But knowledge has a built-in obsolescence. Development fashions change fast, and technology advances faster. The foreign expert, with his international experience helps a country keep abreast of the times. And he is hard to replace. It is a rare government that is willing to sacrifice its white ambassadors from the North to the cause of self-sufficiency.

Successive revolutions have ousted their occupying army of expatriate colonialists, only to call them back again as experts when the fighting is over. The reins of the country may be in black hands, but it is a white man's voice that whispers in the driver's ear. And his advice can never be objective.

He is a foreigner first and foremost - an American, or a Russian - with corresponding ideals and experiences. A neo-colonial cold war is being waged in the hot sunshine of the developing world as the big powers carve out spheres of influence amongst sympathetic or pliable Third World governments.

The experts are their soldiers - an occupying army of 22,000 from the US (in 1970 - there has been `no demand' for figures since then, according to a USAID official in Washington) matched by 32,500 Soviets and 24,500 Chinese in 1977. There's nothing quite like a revolution to send superpower money and advisors flooding into neighbouring states. In the middle of 1980, driven by fear of a Russian invasion of Pakistan from Afghanistan, Western donors pledged a $980 million aid package - a dramatic increase on the previous $700 million deal. And beggars can't often be choosers. The expert is aid. A Third World government usually gets him just as it gets Land Rovers - on the donor's terms. Mozambique was the first to insist that incoming expatriates had political sympathy as well as technical skill.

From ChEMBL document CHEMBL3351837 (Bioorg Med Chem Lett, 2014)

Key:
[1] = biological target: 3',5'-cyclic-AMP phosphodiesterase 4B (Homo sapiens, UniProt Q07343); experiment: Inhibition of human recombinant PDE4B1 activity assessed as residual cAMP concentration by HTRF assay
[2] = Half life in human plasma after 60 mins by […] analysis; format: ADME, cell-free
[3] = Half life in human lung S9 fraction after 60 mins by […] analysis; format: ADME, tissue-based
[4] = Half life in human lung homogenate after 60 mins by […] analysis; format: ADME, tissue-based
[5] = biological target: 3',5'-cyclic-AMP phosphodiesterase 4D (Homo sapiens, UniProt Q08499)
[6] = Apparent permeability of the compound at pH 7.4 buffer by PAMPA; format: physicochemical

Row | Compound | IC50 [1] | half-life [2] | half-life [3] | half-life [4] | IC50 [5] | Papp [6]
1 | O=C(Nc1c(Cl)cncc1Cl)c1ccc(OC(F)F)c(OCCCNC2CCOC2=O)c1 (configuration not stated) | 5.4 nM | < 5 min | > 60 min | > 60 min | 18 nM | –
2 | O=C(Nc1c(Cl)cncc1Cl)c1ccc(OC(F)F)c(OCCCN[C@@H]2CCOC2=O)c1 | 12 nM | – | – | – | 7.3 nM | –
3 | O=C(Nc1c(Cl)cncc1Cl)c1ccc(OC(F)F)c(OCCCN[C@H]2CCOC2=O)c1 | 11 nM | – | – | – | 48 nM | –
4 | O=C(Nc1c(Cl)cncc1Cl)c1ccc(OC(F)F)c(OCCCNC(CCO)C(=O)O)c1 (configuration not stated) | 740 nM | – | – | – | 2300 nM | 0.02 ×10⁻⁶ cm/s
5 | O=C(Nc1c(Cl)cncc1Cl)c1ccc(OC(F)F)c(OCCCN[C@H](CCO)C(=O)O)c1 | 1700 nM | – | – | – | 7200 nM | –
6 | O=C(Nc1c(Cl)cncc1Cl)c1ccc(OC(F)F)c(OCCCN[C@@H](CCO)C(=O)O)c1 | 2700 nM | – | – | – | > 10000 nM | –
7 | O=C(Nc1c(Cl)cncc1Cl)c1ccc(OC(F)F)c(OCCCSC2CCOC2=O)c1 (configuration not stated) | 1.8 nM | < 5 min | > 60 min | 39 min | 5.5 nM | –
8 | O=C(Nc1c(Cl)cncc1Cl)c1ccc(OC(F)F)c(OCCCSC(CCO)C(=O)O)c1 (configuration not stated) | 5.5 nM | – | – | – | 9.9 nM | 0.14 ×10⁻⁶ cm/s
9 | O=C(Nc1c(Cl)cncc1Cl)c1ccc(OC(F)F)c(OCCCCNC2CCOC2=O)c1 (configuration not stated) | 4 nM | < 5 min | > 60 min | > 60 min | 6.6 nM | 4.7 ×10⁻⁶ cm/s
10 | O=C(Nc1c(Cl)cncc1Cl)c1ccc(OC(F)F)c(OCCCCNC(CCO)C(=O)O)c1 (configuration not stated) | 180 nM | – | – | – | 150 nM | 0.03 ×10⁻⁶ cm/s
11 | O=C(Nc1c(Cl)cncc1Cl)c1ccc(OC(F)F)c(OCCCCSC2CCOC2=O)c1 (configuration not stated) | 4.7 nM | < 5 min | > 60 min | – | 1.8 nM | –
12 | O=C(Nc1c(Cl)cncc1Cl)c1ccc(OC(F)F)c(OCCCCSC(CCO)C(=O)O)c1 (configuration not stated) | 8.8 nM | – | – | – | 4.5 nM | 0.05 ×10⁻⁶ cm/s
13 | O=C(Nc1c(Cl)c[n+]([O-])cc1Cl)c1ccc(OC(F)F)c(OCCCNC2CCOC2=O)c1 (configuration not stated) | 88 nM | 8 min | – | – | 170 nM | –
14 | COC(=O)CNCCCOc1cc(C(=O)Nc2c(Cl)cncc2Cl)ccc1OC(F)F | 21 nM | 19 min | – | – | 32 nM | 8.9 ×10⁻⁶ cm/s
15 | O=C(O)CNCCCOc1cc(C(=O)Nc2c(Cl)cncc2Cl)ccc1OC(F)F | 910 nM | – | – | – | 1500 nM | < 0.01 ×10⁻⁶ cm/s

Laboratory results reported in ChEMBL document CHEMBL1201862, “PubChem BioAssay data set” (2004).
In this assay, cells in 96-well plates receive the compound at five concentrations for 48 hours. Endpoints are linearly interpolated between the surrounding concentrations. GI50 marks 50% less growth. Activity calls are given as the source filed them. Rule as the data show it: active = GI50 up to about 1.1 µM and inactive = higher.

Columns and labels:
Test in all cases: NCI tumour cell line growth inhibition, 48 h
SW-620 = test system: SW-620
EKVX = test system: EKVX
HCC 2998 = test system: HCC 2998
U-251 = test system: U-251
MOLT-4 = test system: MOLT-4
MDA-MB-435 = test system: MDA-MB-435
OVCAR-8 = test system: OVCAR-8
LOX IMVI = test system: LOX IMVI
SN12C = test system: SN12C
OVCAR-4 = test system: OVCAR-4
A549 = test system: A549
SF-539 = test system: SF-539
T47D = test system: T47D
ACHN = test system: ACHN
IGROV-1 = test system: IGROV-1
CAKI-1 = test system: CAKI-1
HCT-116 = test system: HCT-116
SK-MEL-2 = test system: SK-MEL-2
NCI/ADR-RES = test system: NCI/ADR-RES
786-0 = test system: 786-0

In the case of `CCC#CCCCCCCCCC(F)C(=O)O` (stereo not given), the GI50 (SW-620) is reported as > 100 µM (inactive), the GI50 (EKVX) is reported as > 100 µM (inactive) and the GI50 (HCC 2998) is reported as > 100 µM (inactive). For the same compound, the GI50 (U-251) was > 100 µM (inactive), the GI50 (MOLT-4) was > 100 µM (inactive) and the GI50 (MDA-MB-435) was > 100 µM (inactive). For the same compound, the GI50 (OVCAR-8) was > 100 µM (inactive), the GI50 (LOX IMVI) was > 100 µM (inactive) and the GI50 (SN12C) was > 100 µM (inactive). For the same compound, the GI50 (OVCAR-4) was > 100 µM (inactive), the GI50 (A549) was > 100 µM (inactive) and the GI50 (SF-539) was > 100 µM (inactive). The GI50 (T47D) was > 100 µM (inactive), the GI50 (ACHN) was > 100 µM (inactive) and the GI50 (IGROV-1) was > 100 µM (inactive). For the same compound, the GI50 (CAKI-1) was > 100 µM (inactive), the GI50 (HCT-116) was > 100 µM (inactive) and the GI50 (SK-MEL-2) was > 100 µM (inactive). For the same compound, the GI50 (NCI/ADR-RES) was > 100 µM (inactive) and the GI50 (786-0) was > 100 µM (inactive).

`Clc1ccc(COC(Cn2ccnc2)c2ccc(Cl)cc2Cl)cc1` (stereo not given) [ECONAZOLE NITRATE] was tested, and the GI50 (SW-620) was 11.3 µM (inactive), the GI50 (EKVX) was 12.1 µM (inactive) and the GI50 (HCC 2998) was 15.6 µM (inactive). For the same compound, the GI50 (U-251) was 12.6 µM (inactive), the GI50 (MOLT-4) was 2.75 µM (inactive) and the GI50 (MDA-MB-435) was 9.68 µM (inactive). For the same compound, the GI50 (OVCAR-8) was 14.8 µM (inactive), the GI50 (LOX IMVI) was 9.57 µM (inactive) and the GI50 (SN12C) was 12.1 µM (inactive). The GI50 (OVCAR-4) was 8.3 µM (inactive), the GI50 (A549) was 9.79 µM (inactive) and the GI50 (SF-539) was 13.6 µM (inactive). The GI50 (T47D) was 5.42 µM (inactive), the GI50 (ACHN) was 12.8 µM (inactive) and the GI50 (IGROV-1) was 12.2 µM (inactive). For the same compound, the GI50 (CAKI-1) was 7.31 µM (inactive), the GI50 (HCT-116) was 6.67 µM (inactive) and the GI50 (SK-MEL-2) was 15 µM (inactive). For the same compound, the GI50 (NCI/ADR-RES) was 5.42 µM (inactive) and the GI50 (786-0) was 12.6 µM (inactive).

Most countries just accept their experts as part of the aid package - without the aid policeman there can be no aid. As with the `conditionality' of IMF loans, a price must be paid because the donors don't trust local administrators to spend their money carefully.

USAID prefers a different language. Their experts are merely `filling in' while local people are 'trained-up' for high-ranking positions. Most training, of course, takes place in the US. Similarly, refugees from South Africa are receiving training by the Soviets, while a large slice of British aid is spent on training students and officials from the former empire.

The paths are well-worn between Third World ministries, international agencies and foreign universities. African and Asian civil servants arriving to take their PhD's bump into their economics professor at the airport, wearing his consultant hat and waiting for the outbound flight.

Along the way a common language is learnt, a common understanding achieved, and the development songs are sung in unison - to the bewilderment of those that stayed at home.

`Infrastructure' was the catchy ditty at the Top of the Development Pops in the 1960s. Next they were singing `integrated development'. Today it's `basic needs'.